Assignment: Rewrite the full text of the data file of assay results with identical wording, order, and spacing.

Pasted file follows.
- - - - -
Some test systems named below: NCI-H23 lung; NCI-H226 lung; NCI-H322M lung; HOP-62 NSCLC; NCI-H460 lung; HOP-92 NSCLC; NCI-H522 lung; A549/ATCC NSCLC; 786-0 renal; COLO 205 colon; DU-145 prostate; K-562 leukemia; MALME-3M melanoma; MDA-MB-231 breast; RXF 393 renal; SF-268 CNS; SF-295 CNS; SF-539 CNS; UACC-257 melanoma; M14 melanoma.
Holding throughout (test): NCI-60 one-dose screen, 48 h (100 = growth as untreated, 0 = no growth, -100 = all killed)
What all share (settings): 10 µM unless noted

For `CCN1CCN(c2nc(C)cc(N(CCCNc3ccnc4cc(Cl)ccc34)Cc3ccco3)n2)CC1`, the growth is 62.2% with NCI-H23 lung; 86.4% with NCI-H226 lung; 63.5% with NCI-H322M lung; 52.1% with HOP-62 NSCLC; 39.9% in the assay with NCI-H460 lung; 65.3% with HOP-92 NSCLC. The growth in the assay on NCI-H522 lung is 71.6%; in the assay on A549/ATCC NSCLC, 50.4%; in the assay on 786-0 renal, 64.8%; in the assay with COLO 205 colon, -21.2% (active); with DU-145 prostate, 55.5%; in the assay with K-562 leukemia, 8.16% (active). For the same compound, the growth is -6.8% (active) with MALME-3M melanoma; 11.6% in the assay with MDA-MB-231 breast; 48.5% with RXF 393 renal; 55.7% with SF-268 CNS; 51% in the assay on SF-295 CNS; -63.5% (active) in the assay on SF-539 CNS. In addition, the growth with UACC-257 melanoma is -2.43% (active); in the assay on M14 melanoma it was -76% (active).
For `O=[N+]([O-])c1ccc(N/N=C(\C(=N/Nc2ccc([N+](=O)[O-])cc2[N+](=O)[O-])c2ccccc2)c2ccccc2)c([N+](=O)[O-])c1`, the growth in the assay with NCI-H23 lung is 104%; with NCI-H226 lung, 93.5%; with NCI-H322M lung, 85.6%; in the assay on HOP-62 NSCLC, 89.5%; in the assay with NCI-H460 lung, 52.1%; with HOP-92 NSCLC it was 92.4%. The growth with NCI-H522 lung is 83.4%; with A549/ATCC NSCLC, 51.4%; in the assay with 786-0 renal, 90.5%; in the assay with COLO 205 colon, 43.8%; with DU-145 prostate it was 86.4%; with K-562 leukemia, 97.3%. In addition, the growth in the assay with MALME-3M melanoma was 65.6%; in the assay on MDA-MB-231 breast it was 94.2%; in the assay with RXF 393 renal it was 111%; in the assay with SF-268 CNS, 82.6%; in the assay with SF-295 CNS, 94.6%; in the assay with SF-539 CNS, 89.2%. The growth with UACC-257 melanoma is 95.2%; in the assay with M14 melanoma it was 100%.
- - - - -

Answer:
Some test systems named below: NCI-H23 lung; NCI-H226 lung; NCI-H322M lung; HOP-62 NSCLC; NCI-H460 lung; HOP-92 NSCLC; NCI-H522 lung; A549/ATCC NSCLC; 786-0 renal; COLO 205 colon; DU-145 prostate; K-562 leukemia; MALME-3M melanoma; MDA-MB-231 breast; RXF 393 renal; SF-268 CNS; SF-295 CNS; SF-539 CNS; UACC-257 melanoma; M14 melanoma.
Holding throughout (test): NCI-60 one-dose screen, 48 h (100 = growth as untreated, 0 = no growth, -100 = all killed)
What all share (settings): 10 µM unless noted

For `CCN1CCN(c2nc(C)cc(N(CCCNc3ccnc4cc(Cl)ccc34)Cc3ccco3)n2)CC1`, the growth is 62.2% with NCI-H23 lung; 86.4% with NCI-H226 lung; 63.5% with NCI-H322M lung; 52.1% with HOP-62 NSCLC; 39.9% in the assay with NCI-H460 lung; 65.3% with HOP-92 NSCLC. The growth in the assay on NCI-H522 lung is 71.6%; in the assay on A549/ATCC NSCLC, 50.4%; in the assay on 786-0 renal, 64.8%; in the assay with COLO 205 colon, -21.2% (active); with DU-145 prostate, 55.5%; in the assay with K-562 leukemia, 8.16% (active). For the same compound, the growth is -6.8% (active) with MALME-3M melanoma; 11.6% in the assay with MDA-MB-231 breast; 48.5% with RXF 393 renal; 55.7% with SF-268 CNS; 51% in the assay on SF-295 CNS; -63.5% (active) in the assay on SF-539 CNS. In addition, the growth with UACC-257 melanoma is -2.43% (active); in the assay on M14 melanoma it was -76% (active).
For `O=[N+]([O-])c1ccc(N/N=C(\C(=N/Nc2ccc([N+](=O)[O-])cc2[N+](=O)[O-])c2ccccc2)c2ccccc2)c([N+](=O)[O-])c1`, the growth in the assay with NCI-H23 lung is 104%; with NCI-H226 lung, 93.5%; with NCI-H322M lung, 85.6%; in the assay on HOP-62 NSCLC, 89.5%; in the assay with NCI-H460 lung, 52.1%; with HOP-92 NSCLC it was 92.4%. The growth with NCI-H522 lung is 83.4%; with A549/ATCC NSCLC, 51.4%; in the assay with 786-0 renal, 90.5%; in the assay with COLO 205 colon, 43.8%; with DU-145 prostate it was 86.4%; with K-562 leukemia, 97.3%. In addition, the growth in the assay with MALME-3M melanoma was 65.6%; in the assay on MDA-MB-231 breast it was 94.2%; in the assay with RXF 393 renal it was 111%; in the assay with SF-268 CNS, 82.6%; in the assay with SF-295 CNS, 94.6%; in the assay with SF-539 CNS, 89.2%. The growth with UACC-257 melanoma is 95.2%; in the assay with M14 melanoma it was 100%.